Some productivity experts recommend that you schedule tasks you want to accomplish on your calendar each day. I don’t, and I wanted to tell you a little more about why I think this practice won’t help your productivity.
This topic is on my mind because of a recent Fast Company article called “8 Productivity Habits of the Most Successful Freelancers.”
I’m grateful to the article’s author, Gwen Moran, for citing my work. She quotes me regarding the potential pitfalls of working freelance from home, and I offered some ideas for how to minimize distractions.
I want to offer a counterpoint, though, to some of the other tips provided in the article. I’m a fan of author Kevin Kruse and I think he is a source of really smart content. On this one issue, though, I have to respectfully disagree. In this column, he recommends that you shouldn’t keep a to-do list but rather schedule tasks on your calendar.
Our days tend to be filled with disruptions, distractions and surprises. And when it comes down to it, you’re more likely to break your appointment with yourself to do the task rather than put off or turn down someone else who needs you. In my experience, people who try to schedule tasks spend way more time reconfiguring their calendars after they miss their scheduled time to do a task than they do actually getting things accomplished.
(I also don’t see much use in estimating how long different tasks will take — another strategy suggested in the Fast Company article — for the simple fact that most of us are really bad at it, and if you’re realistic with the amount of tasks you schedule, how long each one takes doesn’t really matter.)
So if you’re not going to schedule tasks on it, how should you use your calendar? In my book, Personal Productivity Secrets, I talk about how your calendar and your task list are both part of a successful personal productivity system. Your calendar is for things that have a strong relationship to time, like appointments and meetings. Your task list is for items that have a weak relationship to time: all the things that you want to get done but that don’t have to happen at a specific time.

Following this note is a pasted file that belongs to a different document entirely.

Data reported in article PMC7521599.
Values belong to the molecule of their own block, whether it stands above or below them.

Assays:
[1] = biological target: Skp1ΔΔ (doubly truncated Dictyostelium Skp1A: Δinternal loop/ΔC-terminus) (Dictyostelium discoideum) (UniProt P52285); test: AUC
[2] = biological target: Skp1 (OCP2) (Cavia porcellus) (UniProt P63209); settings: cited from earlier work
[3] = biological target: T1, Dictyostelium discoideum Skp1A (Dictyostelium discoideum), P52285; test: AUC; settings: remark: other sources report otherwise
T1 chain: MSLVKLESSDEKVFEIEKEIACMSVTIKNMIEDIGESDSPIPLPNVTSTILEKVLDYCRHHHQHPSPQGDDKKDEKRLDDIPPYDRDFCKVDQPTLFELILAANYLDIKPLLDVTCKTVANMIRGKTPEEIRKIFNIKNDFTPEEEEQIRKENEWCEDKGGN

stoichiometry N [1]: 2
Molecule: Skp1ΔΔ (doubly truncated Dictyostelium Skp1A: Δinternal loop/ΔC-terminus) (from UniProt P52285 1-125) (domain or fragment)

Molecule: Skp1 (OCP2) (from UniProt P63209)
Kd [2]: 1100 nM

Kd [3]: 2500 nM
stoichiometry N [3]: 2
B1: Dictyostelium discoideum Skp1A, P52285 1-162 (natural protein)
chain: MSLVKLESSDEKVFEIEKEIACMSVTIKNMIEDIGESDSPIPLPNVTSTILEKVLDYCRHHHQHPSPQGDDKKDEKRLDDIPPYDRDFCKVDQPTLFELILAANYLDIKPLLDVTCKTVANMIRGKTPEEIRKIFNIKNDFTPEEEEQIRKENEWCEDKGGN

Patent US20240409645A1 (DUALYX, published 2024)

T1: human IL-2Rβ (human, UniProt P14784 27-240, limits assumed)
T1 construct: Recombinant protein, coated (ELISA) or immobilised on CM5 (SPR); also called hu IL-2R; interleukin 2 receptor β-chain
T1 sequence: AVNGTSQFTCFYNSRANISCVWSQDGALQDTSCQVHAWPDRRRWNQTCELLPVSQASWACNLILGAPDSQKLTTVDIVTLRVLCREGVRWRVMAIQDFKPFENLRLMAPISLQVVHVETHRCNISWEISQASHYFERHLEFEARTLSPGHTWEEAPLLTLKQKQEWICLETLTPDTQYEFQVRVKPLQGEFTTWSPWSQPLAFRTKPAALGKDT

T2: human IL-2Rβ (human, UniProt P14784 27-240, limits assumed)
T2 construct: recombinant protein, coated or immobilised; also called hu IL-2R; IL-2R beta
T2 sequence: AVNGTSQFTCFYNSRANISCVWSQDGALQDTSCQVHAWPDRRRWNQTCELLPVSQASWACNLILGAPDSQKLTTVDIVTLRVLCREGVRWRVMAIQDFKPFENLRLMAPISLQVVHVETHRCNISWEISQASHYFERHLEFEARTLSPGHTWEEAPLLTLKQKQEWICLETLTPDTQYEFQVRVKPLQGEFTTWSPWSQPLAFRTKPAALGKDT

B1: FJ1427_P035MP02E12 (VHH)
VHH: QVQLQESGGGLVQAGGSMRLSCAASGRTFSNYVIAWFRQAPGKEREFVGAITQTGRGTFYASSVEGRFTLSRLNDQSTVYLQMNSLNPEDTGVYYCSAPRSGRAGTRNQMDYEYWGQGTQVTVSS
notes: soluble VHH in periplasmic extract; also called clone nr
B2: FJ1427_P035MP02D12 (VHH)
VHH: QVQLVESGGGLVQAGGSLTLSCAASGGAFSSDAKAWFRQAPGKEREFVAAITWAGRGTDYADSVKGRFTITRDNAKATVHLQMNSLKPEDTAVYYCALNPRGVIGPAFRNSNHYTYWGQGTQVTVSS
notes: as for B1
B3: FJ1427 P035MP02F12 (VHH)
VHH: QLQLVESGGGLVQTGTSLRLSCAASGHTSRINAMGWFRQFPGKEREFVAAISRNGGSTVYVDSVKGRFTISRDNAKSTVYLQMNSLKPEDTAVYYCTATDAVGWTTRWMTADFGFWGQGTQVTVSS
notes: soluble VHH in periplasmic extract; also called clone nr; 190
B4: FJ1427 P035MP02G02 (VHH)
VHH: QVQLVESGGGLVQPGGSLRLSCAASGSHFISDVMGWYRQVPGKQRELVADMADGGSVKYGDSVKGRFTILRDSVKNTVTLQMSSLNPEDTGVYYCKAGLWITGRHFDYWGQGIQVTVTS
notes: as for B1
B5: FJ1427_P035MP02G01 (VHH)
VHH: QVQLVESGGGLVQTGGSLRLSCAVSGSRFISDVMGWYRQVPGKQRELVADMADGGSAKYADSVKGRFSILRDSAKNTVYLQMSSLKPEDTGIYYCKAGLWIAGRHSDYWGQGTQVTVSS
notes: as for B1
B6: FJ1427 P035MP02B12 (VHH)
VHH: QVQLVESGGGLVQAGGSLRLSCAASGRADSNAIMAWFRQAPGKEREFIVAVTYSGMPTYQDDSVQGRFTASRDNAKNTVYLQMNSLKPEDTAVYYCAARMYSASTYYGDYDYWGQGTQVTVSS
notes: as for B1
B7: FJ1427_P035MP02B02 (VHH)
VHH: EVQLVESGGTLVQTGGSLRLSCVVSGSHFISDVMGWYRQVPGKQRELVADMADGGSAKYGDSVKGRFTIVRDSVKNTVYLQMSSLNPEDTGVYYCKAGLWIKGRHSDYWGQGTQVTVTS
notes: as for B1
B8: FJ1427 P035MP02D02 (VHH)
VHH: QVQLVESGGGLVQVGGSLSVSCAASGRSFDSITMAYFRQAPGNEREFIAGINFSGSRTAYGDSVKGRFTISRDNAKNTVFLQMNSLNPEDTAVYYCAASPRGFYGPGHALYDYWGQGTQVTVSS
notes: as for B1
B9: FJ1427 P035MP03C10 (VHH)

If You Must Schedule Tasks
If you’re really determined to schedule tasks on your calendar (and I still wish you wouldn’t!), at least do it in the most efficient way. My friend Francis Wade is a fan of an app called SkedPal. It automatically schedules your tasks based on your commitments, priorities and energy levels so you don’t have to enter each task manually.
While I agree with not scheduling specific tasks on a calendar, it is valuable to schedule blocks of time dedicated to addressing tasks in general. This provides a dedicated time (and deadline) for moving certain efforts forward. More importantly, in offices where people can view other people’s calendars, it minimizes the chance of having someone book meetings during a time when you could otherwise have focused on getting work done. This helps ensure you have a block of time rather than many small chunks in between meetings.
As a creative person, a rigid scheduling structure absolutely does not work for me. It can cause me to start ignoring the calendar as a rebellion against the structure.
However, I needed a tiny bit of structure in my day job. So I put one task in a morning slot on my calendar and delete it when I’m done. It actually isn’t important what time I start it, or even how long it takes. But since I get interrupted a dozen or more times a day, it’s a flag I have this task I need to finish.
The task itself is something that I do to prevent emergencies later in the week. If I keep up on it, it also prevents more work at the end of the year.
Interesting idea, Linda! Thanks for sharing!